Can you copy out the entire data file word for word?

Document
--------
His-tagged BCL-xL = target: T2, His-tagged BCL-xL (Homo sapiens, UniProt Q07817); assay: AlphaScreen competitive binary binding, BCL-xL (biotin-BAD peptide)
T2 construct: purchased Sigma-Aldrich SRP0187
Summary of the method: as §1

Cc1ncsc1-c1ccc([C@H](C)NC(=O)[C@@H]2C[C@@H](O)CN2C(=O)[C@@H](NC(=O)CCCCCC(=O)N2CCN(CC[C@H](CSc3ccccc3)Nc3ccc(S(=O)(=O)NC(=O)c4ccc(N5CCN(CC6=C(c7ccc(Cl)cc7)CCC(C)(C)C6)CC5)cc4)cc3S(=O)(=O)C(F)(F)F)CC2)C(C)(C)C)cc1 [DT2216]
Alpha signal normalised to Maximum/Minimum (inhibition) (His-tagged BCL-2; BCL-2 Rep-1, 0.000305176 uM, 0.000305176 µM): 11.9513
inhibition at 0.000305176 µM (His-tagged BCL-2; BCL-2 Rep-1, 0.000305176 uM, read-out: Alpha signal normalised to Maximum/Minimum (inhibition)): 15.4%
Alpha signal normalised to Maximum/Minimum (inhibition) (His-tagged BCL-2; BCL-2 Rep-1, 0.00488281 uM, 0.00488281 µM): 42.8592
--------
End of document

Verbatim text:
His-tagged BCL-xL = target: T2, His-tagged BCL-xL (Homo sapiens, UniProt Q07817); assay: AlphaScreen competitive binary binding, BCL-xL (biotin-BAD peptide)
T2 construct: purchased Sigma-Aldrich SRP0187
Summary of the method: as §1

Cc1ncsc1-c1ccc([C@H](C)NC(=O)[C@@H]2C[C@@H](O)CN2C(=O)[C@@H](NC(=O)CCCCCC(=O)N2CCN(CC[C@H](CSc3ccccc3)Nc3ccc(S(=O)(=O)NC(=O)c4ccc(N5CCN(CC6=C(c7ccc(Cl)cc7)CCC(C)(C)C6)CC5)cc4)cc3S(=O)(=O)C(F)(F)F)CC2)C(C)(C)C)cc1 [DT2216]
Alpha signal normalised to Maximum/Minimum (inhibition) (His-tagged BCL-2; BCL-2 Rep-1, 0.000305176 uM, 0.000305176 µM): 11.9513
inhibition at 0.000305176 µM (His-tagged BCL-2; BCL-2 Rep-1, 0.000305176 uM, read-out: Alpha signal normalised to Maximum/Minimum (inhibition)): 15.4%
Alpha signal normalised to Maximum/Minimum (inhibition) (His-tagged BCL-2; BCL-2 Rep-1, 0.00488281 uM, 0.00488281 µM): 42.8592